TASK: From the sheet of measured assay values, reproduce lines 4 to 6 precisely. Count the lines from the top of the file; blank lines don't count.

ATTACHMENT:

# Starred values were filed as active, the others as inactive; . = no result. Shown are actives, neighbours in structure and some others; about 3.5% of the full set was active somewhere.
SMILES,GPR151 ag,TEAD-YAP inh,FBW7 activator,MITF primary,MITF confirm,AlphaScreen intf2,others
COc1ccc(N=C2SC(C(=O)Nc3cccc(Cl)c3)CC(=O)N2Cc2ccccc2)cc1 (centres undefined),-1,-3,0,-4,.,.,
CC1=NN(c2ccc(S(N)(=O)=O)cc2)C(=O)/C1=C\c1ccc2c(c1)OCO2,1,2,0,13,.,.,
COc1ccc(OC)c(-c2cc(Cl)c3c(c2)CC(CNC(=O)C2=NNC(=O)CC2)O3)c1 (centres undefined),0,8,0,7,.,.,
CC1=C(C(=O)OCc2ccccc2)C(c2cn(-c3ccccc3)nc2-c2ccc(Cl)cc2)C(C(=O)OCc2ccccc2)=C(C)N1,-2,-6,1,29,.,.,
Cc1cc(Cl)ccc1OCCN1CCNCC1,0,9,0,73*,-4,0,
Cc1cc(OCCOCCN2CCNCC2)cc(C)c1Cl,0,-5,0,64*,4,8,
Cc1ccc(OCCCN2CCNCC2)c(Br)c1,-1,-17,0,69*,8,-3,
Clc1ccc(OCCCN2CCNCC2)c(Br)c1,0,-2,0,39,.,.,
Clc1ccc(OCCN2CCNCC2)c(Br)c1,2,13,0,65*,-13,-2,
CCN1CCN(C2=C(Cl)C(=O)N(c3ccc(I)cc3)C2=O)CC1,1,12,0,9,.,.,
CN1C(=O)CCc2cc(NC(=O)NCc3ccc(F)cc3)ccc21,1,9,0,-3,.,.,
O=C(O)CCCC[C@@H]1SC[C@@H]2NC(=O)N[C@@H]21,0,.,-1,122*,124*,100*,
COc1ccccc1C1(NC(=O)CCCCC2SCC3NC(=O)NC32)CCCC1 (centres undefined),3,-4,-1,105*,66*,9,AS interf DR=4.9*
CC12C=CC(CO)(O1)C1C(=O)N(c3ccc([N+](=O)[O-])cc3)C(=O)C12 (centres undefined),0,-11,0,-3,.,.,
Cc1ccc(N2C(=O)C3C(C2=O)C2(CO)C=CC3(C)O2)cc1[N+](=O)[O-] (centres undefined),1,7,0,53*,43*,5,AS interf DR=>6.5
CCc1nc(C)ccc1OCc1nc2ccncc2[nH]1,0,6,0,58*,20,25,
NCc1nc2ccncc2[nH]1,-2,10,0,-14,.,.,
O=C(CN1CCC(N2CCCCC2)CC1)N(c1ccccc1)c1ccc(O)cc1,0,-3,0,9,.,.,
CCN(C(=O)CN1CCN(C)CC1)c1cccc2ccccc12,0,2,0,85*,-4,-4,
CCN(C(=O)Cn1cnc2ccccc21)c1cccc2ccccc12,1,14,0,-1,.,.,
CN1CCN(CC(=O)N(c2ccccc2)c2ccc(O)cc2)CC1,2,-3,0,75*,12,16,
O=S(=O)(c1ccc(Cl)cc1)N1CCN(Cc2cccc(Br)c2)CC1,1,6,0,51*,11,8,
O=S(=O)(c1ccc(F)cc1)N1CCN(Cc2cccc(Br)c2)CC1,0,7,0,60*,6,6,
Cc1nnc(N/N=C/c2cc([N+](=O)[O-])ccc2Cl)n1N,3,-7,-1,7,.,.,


CC1=NN(c2ccc(S(N)(=O)=O)cc2)C(=O)/C1=C\c1ccc2c(c1)OCO2,1,2,0,13,.,.,
COc1ccc(OC)c(-c2cc(Cl)c3c(c2)CC(CNC(=O)C2=NNC(=O)CC2)O3)c1 (centres undefined),0,8,0,7,.,.,
CC1=C(C(=O)OCc2ccccc2)C(c2cn(-c3ccccc3)nc2-c2ccc(Cl)cc2)C(C(=O)OCc2ccccc2)=C(C)N1,-2,-6,1,29,.,.,